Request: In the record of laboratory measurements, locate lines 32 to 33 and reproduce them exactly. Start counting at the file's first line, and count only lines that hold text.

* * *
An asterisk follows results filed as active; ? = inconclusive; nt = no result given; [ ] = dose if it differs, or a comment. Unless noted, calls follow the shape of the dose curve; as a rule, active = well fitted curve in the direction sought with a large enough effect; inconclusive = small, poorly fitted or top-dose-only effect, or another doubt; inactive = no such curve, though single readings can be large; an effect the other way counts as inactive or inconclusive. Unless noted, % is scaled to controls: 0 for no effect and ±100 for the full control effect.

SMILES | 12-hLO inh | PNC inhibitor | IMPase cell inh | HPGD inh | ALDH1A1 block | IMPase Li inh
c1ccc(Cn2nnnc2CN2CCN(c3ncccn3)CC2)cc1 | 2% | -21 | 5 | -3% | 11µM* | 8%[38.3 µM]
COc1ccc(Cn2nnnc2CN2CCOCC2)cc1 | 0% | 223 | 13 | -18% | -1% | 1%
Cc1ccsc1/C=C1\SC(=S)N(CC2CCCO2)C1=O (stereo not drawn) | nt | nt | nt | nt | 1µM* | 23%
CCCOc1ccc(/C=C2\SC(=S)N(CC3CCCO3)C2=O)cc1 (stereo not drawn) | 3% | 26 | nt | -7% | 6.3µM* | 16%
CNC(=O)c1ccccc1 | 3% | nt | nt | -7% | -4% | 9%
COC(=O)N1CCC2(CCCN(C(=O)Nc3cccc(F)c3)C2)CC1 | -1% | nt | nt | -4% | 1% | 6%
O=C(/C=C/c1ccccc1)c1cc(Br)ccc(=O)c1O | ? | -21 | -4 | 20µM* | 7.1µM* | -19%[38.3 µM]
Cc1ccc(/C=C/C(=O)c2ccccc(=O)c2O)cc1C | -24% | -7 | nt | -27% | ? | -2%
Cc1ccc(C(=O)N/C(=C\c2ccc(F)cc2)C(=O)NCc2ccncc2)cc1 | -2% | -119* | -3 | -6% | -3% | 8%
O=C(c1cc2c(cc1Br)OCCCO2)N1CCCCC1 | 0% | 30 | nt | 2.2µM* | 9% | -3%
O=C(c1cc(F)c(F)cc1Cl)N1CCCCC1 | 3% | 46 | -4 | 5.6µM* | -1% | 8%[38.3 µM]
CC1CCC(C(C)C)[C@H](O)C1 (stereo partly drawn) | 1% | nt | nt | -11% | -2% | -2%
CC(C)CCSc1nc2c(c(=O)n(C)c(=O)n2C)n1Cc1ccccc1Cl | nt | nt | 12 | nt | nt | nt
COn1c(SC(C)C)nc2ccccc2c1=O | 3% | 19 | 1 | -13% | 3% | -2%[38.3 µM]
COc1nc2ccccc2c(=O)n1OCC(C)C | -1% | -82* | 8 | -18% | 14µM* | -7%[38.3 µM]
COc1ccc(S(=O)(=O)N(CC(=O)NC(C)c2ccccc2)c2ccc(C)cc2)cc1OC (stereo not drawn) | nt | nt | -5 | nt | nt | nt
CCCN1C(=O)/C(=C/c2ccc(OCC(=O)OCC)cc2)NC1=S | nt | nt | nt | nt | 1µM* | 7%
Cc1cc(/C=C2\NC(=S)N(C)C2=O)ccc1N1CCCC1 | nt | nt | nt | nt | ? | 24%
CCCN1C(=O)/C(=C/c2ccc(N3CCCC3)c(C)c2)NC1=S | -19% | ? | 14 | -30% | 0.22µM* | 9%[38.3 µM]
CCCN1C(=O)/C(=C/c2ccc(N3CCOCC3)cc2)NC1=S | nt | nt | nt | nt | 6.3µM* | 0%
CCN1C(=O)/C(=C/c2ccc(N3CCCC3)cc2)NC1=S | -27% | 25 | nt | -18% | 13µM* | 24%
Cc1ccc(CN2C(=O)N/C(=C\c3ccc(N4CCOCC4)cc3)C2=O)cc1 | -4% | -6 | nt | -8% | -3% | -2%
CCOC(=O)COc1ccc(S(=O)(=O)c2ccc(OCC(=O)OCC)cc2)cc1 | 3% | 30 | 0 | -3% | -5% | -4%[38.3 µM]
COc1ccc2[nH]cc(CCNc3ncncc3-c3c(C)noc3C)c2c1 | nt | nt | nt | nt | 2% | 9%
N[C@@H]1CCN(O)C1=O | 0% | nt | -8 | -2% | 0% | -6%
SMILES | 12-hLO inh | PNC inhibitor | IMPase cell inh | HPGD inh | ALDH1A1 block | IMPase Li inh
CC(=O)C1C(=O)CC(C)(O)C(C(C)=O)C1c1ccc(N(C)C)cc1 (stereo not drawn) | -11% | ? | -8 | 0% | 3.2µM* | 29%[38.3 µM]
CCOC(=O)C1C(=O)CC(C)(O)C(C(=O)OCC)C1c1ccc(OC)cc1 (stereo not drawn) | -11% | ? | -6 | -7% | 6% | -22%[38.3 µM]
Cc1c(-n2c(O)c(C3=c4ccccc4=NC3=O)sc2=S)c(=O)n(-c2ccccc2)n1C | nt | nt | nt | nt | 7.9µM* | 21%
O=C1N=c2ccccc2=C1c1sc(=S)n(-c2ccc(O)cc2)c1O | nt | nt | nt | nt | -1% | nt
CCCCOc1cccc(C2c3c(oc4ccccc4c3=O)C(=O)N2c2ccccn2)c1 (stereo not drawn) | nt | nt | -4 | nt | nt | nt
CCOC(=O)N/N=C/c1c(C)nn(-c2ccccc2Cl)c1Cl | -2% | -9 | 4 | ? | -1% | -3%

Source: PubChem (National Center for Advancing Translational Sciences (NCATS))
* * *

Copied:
O=C1N=c2ccccc2=C1c1sc(=S)n(-c2ccc(O)cc2)c1O | nt | nt | nt | nt | -1% | nt
CCCCOc1cccc(C2c3c(oc4ccccc4c3=O)C(=O)N2c2ccccn2)c1 (stereo not drawn) | nt | nt | -4 | nt | nt | nt